Peacock Renews Series for ’05-’06

Mar 21, 2005  •  Post A Comment

Despite all of last week’s talk of new development for the 2005-06 prime-time season, NBC Entertainment President Kevin Reilly took time out of his presentation to advertisers to announce that four shows currently on the network schedule will return next season, while one old-timer will be back through 2008.

The freshman comedy “Joey,” along with drama veterans “The West Wing,” “Crossing Jordan” and “Las Vegas,” have all been given a green light for 2005-06. “ER” had already been renewed for 2005-06, but Mr. Reilly announced last week that the medical drama has received an order for an additional two years. “ER” premiered in 1994.

The Warner Bros. Television-produced “Joey,” the high-profile spinoff of NBC’s long-running hit “Friends,” averaged a 4.6 rating in the adults 18 to 49 demographic for the season through the week ended March 13, according to Nielsen Media Research. “Joey’s” Thursday 8 p.m. (ET) numbers pale in comparison with the mega-hit “Friends,” but the show remains the highest-rated comedy rookie of the season.

“They’d be crazy not to pick it up,” said Mark Hoebich, CEO and founder of TVTracker.com. “But it says something about the state of the sitcom.”

Mr. Hoebich said that with so few new comedy offerings on the schedule-NBC canceled its only other new fall sitcom, “Father of the Pride”-the bar for comedic success has been lowered.

“In years past, [`Joey’] might not have made the cut,” he said.

Now in its 11th season, Warner Bros. Television’s “ER” is averaging a season-to-date rating of 7.8 in the demo, down 13 percent from last year. Despite increased competition from CBS on Thursdays, “ER” is still NBC’s highest-rated scripted show in adults 18 to 49.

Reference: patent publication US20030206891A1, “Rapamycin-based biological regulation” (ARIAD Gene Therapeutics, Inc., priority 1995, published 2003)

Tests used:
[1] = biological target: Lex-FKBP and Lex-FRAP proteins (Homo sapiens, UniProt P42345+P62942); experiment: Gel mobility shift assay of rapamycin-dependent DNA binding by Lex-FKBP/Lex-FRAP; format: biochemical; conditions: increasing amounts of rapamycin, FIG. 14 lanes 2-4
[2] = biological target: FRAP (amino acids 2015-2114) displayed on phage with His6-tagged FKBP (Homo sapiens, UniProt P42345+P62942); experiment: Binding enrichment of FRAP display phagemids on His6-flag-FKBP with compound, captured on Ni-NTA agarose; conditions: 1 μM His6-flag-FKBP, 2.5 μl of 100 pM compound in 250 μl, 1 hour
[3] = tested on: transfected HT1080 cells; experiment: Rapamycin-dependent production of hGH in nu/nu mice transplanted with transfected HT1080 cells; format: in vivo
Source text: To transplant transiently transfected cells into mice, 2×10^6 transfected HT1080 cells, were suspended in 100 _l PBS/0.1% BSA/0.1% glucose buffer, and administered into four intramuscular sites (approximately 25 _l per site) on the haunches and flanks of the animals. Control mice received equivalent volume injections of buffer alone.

The sixth-season “West Wing” has scored a 3.8 rating in adults 18 to 49 for the season, down 11 percent from last year. “West Wing,” which has suffered on Wednesdays due to competition from Fox’s “American Idol,” is considered on the rebound creatively after what many considered last year’s lackluster story lines. This season a presidential campaign featuring characters played by Alan Alda and Jimmy Smits has driven a season-long arc.

“Las Vegas” has a 2004-05 average of 4.5 in the demo, down 6 percent from its debut season, while the fourth-season average for Sunday’s “Crossing Jordan” has a 4.2 in adults 18 to 49, down 12 percent from last season.

“They are smart pickups,” Mr. Hoebich said. “They are safe. There aren’t a lot of risks there.”

Mr. Hoebich added that having so many drama pickups will allow NBC to focus on its new half-hours.

“Certainly it goes with their development, since so many of the networks are focused on getting that elusive half-hour,” he said.